I’ve moved around a lot— 12 times in 15 years to be exact—and created disasters in more than 80 closets. I read books, consulted neat-freak friends, and spent more than the price of a decent car on custom closet organizers.
And my closets still looked like over-sized junk drawers. Today, I am the proud owner of eight beautiful closets and one closet that I simply call “The Unfortunate Area.” The transformation involved more pondering than cleaning, and the question I asked and answered myself was pretty simple:
Is it me or the closet that needs organizing?
Before you spend money on a custom closet organizer, I suggest you ask yourself the same question, because a closet organizer gives you more space for dresses, sweaters, and shoes, but it doesn’t pick up your dirty clothes or put clean ones away for you.
It gives you the opportunity to radically improve the efficiency and expand the capacity of your closet. It can help make you exceptionally organized.
But it doesn’t do it alone.
A closet organizer is not your maid. It gives you the tools to keep your shoes neatly arranged, your clothes properly separated and your ties and belts hanging within easy reach.
But the organizer doesn’t arrange your shoes, pick up your clothes, or keep your ties and belts untangled.
When people ask professional organizer Askari Sabbaghi whether a custom closet is worth the expense, his answer is always the same,”It depends on what you do with it.”
Sabbaghi, owner of Vancouver, BC-based Clever Quarters, said he encourages potential customers to clean their closets first and to become fully involved in the planning of a new closet organizer.
The more you invest in the process, the more likely you are to make valuable use of your new closet, Askari says.
Most of the value is personal — the satisfaction or having more space. When budgeting for a closet organizer, keep in mind that you will unlikely recover the cost of the newly designed closet when you sell your home.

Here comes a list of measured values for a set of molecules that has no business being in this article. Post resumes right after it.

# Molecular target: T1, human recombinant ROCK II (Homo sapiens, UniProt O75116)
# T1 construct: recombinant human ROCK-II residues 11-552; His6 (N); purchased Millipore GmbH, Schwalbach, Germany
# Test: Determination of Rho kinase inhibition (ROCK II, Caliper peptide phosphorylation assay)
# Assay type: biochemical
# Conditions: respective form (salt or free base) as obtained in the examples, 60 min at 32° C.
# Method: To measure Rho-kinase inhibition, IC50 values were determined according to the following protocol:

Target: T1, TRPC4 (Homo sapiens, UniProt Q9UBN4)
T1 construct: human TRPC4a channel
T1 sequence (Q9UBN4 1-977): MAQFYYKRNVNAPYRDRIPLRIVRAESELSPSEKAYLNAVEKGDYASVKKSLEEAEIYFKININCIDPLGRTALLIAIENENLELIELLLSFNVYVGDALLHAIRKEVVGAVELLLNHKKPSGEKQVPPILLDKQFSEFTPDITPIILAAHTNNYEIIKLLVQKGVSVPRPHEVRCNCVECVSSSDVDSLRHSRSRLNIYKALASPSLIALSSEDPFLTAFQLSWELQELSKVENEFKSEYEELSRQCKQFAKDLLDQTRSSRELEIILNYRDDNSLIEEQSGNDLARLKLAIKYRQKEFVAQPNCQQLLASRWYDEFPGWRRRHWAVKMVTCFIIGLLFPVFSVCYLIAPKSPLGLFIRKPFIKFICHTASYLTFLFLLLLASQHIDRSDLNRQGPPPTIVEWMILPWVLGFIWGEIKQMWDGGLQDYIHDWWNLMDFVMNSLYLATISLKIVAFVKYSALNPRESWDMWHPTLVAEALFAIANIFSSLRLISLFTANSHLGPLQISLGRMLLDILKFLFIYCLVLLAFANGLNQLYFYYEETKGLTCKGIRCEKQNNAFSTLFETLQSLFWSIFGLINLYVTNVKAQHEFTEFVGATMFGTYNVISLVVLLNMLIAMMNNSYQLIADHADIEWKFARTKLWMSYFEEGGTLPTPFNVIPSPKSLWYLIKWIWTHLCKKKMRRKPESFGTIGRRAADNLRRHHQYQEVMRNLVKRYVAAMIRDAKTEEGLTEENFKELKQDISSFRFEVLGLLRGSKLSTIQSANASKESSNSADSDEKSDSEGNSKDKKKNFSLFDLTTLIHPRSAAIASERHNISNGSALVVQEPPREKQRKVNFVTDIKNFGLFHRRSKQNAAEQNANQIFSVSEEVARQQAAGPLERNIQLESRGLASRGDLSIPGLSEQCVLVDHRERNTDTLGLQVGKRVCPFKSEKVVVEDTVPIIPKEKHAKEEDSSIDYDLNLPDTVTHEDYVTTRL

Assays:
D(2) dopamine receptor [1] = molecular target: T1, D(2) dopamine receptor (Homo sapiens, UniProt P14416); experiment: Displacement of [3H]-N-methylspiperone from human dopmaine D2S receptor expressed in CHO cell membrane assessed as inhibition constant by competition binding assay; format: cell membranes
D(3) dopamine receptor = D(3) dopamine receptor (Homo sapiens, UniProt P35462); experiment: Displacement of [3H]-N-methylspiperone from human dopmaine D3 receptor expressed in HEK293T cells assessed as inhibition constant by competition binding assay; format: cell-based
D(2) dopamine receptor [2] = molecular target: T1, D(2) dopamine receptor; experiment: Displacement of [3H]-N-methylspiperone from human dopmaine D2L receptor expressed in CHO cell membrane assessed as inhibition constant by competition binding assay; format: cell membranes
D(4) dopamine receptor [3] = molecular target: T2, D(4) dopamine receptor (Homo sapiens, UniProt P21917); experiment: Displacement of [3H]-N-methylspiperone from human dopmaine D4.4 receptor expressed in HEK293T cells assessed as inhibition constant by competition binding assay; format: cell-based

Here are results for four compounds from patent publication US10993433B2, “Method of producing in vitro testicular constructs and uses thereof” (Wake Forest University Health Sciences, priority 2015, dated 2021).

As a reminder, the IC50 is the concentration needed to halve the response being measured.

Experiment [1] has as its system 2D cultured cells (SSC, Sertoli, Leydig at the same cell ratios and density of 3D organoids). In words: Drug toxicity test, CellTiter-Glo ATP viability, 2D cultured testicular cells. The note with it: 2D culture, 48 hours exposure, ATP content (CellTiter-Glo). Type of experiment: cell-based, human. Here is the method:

Rick Clarke, a Vancouver BC real estate broker, says an upscale closet gives your home “curb appeal” but not actual dollar value.
“A well-organized closet will help sell a home quicker than a neighboring home of same price range and features,” Clarke, owner of Centurty 21 New Trends, says. “When a buyer enters into a home as a property that will be their principal residence…the warm fuzzy feeling of a well laid-out, looked-after, move-in-condition home certainly helps.”
If you opt for a closet organizer, here are three tips to keep it organized:
1. Don’t put anything on the floor.
You may have room on the closet floor—you should now that it’s organized—but keeping a bare closet floor is the first step in staying organized.
If you set one shopping bag on the floor one day, you’ll set down two on your next shopping trip, and before you know it, the floor will be cluttered with all sorts of debris (or, in my case, so crammed with junk that shutting the closet door qualified as a strength-conditioning workout).
2. Making cleaning out your closet a monthly activity.
You probably know the rule about throwing out anything you haven’t worn in six months (unless it’s a seasonal item). But, unless you never go shopping, you will accumulate too much stuff in half a year.
So don’t wait that long. Make the fourth Saturday of every month (or some other day you can schedule) a day to clean out your closet.
This rarely takes more than 15 minutes and my personal rule is this: If I think about throwing something away on more than two visits to the closet, it gets tossed on the third.
3. Make it personal
If you make your closet a space you love, you will treat it with more respect than if it’s just a storage place.
Paint the walls of your closet your favorite color, cover the floor with your favorite rug or hang pictures of your family.
This is the advice that really changed things for me. Once I considered the design and decorating potential of my closets, it became important to me to make and keep them beautiful.
So why do I still have one really messy closet? Because my rat-pack tendencies need an outlet. And now that “The Unfortunate Area” is a single space rather than a housekeeping lifestyle, I find it amusing rather than embarrassing.
Rick Clarke, Owner, Century 21 New Trends, Vancouver, BC., interview 11-13-2012; Web: www.realestatevalley.ca
Askari Sabbaghi, Owner, Clever Quarters, Port Coquitlam, BC, interview 10-15-2012 and information from website blog